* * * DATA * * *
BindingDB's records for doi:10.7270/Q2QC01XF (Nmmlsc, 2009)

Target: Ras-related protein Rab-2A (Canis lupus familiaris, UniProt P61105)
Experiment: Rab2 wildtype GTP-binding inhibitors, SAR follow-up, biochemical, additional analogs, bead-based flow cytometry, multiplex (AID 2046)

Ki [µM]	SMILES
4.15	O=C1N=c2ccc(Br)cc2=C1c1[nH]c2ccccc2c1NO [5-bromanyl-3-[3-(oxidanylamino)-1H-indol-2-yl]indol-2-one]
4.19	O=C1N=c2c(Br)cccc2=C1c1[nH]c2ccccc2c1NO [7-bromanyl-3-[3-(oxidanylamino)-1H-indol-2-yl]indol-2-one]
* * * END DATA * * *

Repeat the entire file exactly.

BindingDB's records for doi:10.7270/Q2QC01XF (Nmmlsc, 2009)

Target: Ras-related protein Rab-2A (Canis lupus familiaris, UniProt P61105)
Experiment: Rab2 wildtype GTP-binding inhibitors, SAR follow-up, biochemical, additional analogs, bead-based flow cytometry, multiplex (AID 2046)

Ki [µM]	SMILES
4.15	O=C1N=c2ccc(Br)cc2=C1c1[nH]c2ccccc2c1NO [5-bromanyl-3-[3-(oxidanylamino)-1H-indol-2-yl]indol-2-one]
4.19	O=C1N=c2c(Br)cccc2=C1c1[nH]c2ccccc2c1NO [7-bromanyl-3-[3-(oxidanylamino)-1H-indol-2-yl]indol-2-one]